Falcons’ Cordarrelle Patterson Shares Award With Cowboys Pro Bowler

Cordarrelle Patterson

Getty Cordarrelle Patterson vs. Dallas Cowboys.

Cordarrelle Patterson is getting used to offseason recognition for his brilliant first year with the Atlanta Falcons. The pending free agent has already had his talents endorsed by analytics site Pro Football Focus.

Now, Patterson has earned similar accolades from the Pro Football Writers of America.

Patterson has been deemed worthy of the organization’s most improved player award, but there’s a catch. The caveat is Patterson has to share the accolade with a breakout star who earned Pro Bowl honors with the Dallas Cowboys this season.

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Patterson Shares the Stage With Shutdown Cornerback

The PFWA announced on Friday Patterson would share his award with the NFL’s interception leader for 2021:

A look at the PFWA official website shows Patterson and Trevon Diggs are the first pair to share this award since Kirk Cousins and Josh Norman split the honor in 2015. Diggs merited inclusion after topping the league’s interception charts with 11 picks.

The opportunistic cover man snatched one of those interceptions when the Cowboys thumped the Falcons 43-3 at home in Week 10. Patterson was held to 25 yards on four carries and one catch for 14 yards, per Pro Football Reference.

This wasn’t the only time Diggs got one over on Patterson during the season. Diggs was also named to the NFC Pro Bowl roster, while Patterson was a notable snub.

Perhaps the PFWA award will make up for it, even if Patterson still can’t shake Diggs. Yet, it speaks volumes about Patterson’s performances that Diggs’ turnover-binging campaign wasn’t enough to earn him solo accolades.

Patterson deserved his share of the award, and he’s also the first Falcon to win it since edge-rusher Vic Beasley claimed the prize in 2016. That was the year the Falcons reached Super Bowl LI, and Beasley led the defense with 15.5 sacks.

Patterson’s impact hasn’t been quite as significant, but he’s still successfully reinvented himself since moving to Atlanta last offseason. He converted from renowned return ace and part-time wide receiver to full-time running back.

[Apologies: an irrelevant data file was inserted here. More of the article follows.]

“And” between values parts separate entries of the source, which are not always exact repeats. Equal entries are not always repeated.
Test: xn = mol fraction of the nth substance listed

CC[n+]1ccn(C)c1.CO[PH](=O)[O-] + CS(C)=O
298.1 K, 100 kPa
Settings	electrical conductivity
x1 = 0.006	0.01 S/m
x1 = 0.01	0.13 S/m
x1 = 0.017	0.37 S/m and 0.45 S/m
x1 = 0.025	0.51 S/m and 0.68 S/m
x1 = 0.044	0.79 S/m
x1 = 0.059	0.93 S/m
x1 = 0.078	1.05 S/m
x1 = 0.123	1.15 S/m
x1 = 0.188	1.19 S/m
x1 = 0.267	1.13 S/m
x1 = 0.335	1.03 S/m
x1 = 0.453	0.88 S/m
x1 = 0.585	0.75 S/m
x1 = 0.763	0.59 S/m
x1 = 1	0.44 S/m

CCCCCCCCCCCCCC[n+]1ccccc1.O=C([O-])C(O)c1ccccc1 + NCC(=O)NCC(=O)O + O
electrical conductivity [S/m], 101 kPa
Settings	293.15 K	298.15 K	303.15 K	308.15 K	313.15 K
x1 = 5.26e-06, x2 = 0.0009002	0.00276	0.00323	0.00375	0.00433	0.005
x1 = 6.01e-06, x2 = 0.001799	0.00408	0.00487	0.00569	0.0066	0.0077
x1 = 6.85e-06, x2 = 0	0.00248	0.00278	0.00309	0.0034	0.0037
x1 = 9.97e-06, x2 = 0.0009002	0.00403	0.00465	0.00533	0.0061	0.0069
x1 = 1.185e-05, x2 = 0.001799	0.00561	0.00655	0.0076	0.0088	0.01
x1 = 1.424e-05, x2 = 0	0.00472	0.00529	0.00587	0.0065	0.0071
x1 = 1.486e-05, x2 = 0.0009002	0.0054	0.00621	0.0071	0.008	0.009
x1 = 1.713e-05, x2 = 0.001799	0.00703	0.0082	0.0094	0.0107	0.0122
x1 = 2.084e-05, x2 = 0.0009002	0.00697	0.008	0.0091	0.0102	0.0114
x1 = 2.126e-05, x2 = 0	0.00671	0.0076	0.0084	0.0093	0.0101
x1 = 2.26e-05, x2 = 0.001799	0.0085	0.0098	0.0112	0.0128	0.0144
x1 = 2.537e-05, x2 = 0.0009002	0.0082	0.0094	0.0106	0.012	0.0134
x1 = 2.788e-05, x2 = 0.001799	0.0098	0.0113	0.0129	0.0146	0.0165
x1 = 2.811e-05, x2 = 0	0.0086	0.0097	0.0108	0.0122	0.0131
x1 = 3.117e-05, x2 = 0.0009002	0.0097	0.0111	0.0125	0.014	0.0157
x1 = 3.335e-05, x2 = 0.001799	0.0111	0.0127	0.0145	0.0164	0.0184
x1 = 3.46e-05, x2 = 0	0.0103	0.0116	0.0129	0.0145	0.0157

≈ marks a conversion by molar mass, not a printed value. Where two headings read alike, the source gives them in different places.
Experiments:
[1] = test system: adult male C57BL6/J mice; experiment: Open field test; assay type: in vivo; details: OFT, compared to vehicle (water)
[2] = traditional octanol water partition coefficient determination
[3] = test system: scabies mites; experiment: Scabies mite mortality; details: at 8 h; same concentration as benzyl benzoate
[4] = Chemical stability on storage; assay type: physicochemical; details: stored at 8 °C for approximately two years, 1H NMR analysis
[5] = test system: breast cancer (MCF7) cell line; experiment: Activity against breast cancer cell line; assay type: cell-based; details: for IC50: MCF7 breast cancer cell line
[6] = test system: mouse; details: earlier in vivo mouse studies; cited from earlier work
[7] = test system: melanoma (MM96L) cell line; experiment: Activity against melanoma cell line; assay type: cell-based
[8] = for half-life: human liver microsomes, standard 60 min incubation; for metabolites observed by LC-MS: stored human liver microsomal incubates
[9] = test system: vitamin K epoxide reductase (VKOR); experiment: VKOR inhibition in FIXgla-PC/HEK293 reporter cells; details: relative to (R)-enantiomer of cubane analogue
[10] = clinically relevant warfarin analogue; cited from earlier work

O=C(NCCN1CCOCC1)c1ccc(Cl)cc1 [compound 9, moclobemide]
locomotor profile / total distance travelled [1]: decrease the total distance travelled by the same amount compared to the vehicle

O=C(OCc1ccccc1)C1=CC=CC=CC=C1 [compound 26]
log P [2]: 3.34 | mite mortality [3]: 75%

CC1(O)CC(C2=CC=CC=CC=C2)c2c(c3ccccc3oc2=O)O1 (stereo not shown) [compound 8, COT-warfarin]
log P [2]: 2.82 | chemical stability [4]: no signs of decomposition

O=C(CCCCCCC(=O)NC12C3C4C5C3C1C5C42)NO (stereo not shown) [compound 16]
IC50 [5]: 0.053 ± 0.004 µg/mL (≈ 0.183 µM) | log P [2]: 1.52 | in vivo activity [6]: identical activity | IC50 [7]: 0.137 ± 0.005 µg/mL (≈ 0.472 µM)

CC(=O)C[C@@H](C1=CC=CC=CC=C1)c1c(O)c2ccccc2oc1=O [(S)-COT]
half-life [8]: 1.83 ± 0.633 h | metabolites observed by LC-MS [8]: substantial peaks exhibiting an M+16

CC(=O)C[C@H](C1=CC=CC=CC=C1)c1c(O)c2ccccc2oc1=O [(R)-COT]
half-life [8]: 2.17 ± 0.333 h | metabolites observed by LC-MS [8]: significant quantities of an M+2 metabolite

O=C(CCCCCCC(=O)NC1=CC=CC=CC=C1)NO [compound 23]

Falcons’ head coach Arthur Smith turned to Patterson as his lead workhorse when Mike Davis flopped following his move from NFC South rival the Carolina Panthers. Patterson responded brilliantly, leading the Falcons in rushing yards and touchdowns, with 618 and six scores.

He still chipped in as a receiver, pacing the team with five touchdowns. Patterson proved his worth as an every-down weapon in a year when versatile receiver-runner types became all the rage in the NFL, with San Francisco 49ers‘ star Deebo Samuel leading the way.

Samuel’s the man for this hybrid role, but Patterson is a close second and can count PFF among his most ardent admirers:

The question now becomes can the Falcons keep Patterson from the clutches of other teams once the 2022 veteran market opens on Wednesday, March 16?

Keeping Patterson Will Be Tough

The Falcons are strapped for cash entering this offseason. Figures from OverTheCap.com put the team $5,914,636 above this year’s salary cap.

It’s a harsh reality that will require some creative maneuvering from general manager Terry Fontenot. Finding room to keep Patterson on the books should be near the top of his to-do list.

Striking the right balance between value and reward will be a tough juggling act for Fontenot. Patterson earned $1.3 million in 2021, but his performances will earn him more than that on the open market this year. He’s also set to turn 31 on March 17.

The rise of players like Samuel and Patterson has increased the premium on gifted hybrids able to gash defenses in multiple ways. That’s the kind of flexibility the Falcons need on an offense undergoing a transition.

Julio Jones was traded to the Tennessee Titans last offseason, while his fellow wideout Calvin Ridley is widely expected to be on the auction block this year, per NFL Network’s Mike Garafolo.

The Falcons have been forced to rebuild around Patterson and dynamic young tight end Kyle Pitts. Bringing back the former will be key to maintaining important continuity among a set of burgeoning skill players.

Patterson wants to return and hasn’t been shy about dropping a hint or two:

There’s some optimism a deal can be struck, at least from Falcons Digital Managing Editor Scott Bair, who believes, “the market for an older skill player, even one without tons of tread on the tires, is never sky high. He’ll have suitors, but I ultimately think a pact is reached.”

Keeping Patterson in the fold would represent quite the coup for Fontenot and Smith, who need to prove they can make the right decisions to accelerate their rebuild of the Falcons in year two.

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